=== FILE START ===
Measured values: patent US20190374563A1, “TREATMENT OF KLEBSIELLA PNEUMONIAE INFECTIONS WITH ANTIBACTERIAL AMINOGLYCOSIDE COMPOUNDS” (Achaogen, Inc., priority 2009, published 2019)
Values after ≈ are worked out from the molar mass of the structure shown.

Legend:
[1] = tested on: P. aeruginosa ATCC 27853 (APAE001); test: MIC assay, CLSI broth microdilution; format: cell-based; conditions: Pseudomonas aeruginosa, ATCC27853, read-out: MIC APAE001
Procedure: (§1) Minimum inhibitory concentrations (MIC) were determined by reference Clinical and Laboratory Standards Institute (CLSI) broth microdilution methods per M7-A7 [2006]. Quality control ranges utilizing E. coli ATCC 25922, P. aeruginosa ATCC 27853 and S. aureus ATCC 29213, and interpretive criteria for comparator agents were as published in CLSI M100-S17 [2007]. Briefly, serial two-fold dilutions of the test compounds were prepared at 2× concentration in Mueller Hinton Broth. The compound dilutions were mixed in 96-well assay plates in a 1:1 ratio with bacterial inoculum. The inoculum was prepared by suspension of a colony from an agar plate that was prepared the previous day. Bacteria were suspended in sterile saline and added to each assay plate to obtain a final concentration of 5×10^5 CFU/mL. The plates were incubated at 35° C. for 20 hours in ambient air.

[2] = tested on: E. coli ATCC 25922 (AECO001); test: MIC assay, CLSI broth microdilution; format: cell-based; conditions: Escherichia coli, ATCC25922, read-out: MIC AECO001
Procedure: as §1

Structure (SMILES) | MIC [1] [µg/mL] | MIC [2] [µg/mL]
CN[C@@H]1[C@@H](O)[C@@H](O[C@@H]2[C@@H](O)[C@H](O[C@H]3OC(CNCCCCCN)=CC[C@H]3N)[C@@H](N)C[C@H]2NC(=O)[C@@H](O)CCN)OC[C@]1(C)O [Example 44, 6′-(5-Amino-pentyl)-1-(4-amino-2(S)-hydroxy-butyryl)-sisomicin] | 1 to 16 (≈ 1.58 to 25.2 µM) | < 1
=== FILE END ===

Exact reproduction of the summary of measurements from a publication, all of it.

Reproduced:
Measured values: patent US20190374563A1, “TREATMENT OF KLEBSIELLA PNEUMONIAE INFECTIONS WITH ANTIBACTERIAL AMINOGLYCOSIDE COMPOUNDS” (Achaogen, Inc., priority 2009, published 2019)
Values after ≈ are worked out from the molar mass of the structure shown.

Legend:
[1] = tested on: P. aeruginosa ATCC 27853 (APAE001); test: MIC assay, CLSI broth microdilution; format: cell-based; conditions: Pseudomonas aeruginosa, ATCC27853, read-out: MIC APAE001
Procedure: (§1) Minimum inhibitory concentrations (MIC) were determined by reference Clinical and Laboratory Standards Institute (CLSI) broth microdilution methods per M7-A7 [2006]. Quality control ranges utilizing E. coli ATCC 25922, P. aeruginosa ATCC 27853 and S. aureus ATCC 29213, and interpretive criteria for comparator agents were as published in CLSI M100-S17 [2007]. Briefly, serial two-fold dilutions of the test compounds were prepared at 2× concentration in Mueller Hinton Broth. The compound dilutions were mixed in 96-well assay plates in a 1:1 ratio with bacterial inoculum. The inoculum was prepared by suspension of a colony from an agar plate that was prepared the previous day. Bacteria were suspended in sterile saline and added to each assay plate to obtain a final concentration of 5×10^5 CFU/mL. The plates were incubated at 35° C. for 20 hours in ambient air.

[2] = tested on: E. coli ATCC 25922 (AECO001); test: MIC assay, CLSI broth microdilution; format: cell-based; conditions: Escherichia coli, ATCC25922, read-out: MIC AECO001
Procedure: as §1

Structure (SMILES) | MIC [1] [µg/mL] | MIC [2] [µg/mL]
CN[C@@H]1[C@@H](O)[C@@H](O[C@@H]2[C@@H](O)[C@H](O[C@H]3OC(CNCCCCCN)=CC[C@H]3N)[C@@H](N)C[C@H]2NC(=O)[C@@H](O)CCN)OC[C@]1(C)O [Example 44, 6′-(5-Amino-pentyl)-1-(4-amino-2(S)-hydroxy-butyryl)-sisomicin] | 1 to 16 (≈ 1.58 to 25.2 µM) | < 1